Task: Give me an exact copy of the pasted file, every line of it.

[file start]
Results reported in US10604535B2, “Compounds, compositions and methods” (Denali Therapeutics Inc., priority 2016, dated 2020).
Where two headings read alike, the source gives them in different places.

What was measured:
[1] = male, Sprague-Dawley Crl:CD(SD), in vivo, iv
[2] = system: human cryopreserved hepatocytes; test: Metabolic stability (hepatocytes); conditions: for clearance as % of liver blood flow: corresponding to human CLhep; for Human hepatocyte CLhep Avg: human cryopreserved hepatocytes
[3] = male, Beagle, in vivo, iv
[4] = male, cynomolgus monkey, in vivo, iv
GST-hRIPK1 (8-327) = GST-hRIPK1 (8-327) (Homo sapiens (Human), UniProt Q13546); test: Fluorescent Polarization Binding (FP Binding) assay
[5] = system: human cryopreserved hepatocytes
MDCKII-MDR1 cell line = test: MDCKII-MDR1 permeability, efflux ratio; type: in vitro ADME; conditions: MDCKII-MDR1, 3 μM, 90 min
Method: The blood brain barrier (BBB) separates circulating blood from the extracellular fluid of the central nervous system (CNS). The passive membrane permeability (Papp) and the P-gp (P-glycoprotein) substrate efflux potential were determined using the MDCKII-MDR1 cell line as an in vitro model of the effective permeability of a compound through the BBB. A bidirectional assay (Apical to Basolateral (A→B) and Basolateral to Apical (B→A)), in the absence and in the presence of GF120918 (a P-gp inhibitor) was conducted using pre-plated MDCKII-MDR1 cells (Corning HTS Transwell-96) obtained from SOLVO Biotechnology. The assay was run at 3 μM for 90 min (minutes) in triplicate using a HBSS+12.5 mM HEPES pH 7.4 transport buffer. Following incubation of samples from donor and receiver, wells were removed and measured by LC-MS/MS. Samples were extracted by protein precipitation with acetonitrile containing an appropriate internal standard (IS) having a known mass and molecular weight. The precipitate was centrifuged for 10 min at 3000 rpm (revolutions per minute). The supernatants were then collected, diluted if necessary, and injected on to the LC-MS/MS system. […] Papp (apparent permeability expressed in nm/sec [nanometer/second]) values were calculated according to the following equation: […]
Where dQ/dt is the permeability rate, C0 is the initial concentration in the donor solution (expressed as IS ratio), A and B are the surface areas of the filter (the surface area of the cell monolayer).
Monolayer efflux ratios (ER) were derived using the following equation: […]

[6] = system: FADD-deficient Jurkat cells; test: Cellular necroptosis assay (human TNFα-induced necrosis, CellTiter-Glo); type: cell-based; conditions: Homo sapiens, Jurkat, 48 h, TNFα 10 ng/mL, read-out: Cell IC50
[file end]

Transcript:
Results reported in US10604535B2, “Compounds, compositions and methods” (Denali Therapeutics Inc., priority 2016, dated 2020).
Where two headings read alike, the source gives them in different places.

What was measured:
[1] = male, Sprague-Dawley Crl:CD(SD), in vivo, iv
[2] = system: human cryopreserved hepatocytes; test: Metabolic stability (hepatocytes); conditions: for clearance as % of liver blood flow: corresponding to human CLhep; for Human hepatocyte CLhep Avg: human cryopreserved hepatocytes
[3] = male, Beagle, in vivo, iv
[4] = male, cynomolgus monkey, in vivo, iv
GST-hRIPK1 (8-327) = GST-hRIPK1 (8-327) (Homo sapiens (Human), UniProt Q13546); test: Fluorescent Polarization Binding (FP Binding) assay
[5] = system: human cryopreserved hepatocytes
MDCKII-MDR1 cell line = test: MDCKII-MDR1 permeability, efflux ratio; type: in vitro ADME; conditions: MDCKII-MDR1, 3 μM, 90 min
Method: The blood brain barrier (BBB) separates circulating blood from the extracellular fluid of the central nervous system (CNS). The passive membrane permeability (Papp) and the P-gp (P-glycoprotein) substrate efflux potential were determined using the MDCKII-MDR1 cell line as an in vitro model of the effective permeability of a compound through the BBB. A bidirectional assay (Apical to Basolateral (A→B) and Basolateral to Apical (B→A)), in the absence and in the presence of GF120918 (a P-gp inhibitor) was conducted using pre-plated MDCKII-MDR1 cells (Corning HTS Transwell-96) obtained from SOLVO Biotechnology. The assay was run at 3 μM for 90 min (minutes) in triplicate using a HBSS+12.5 mM HEPES pH 7.4 transport buffer. Following incubation of samples from donor and receiver, wells were removed and measured by LC-MS/MS. Samples were extracted by protein precipitation with acetonitrile containing an appropriate internal standard (IS) having a known mass and molecular weight. The precipitate was centrifuged for 10 min at 3000 rpm (revolutions per minute). The supernatants were then collected, diluted if necessary, and injected on to the LC-MS/MS system. […] Papp (apparent permeability expressed in nm/sec [nanometer/second]) values were calculated according to the following equation: […]
Where dQ/dt is the permeability rate, C0 is the initial concentration in the donor solution (expressed as IS ratio), A and B are the surface areas of the filter (the surface area of the cell monolayer).
Monolayer efflux ratios (ER) were derived using the following equation: […]

[6] = system: FADD-deficient Jurkat cells; test: Cellular necroptosis assay (human TNFα-induced necrosis, CellTiter-Glo); type: cell-based; conditions: Homo sapiens, Jurkat, 48 h, TNFα 10 ng/mL, read-out: Cell IC50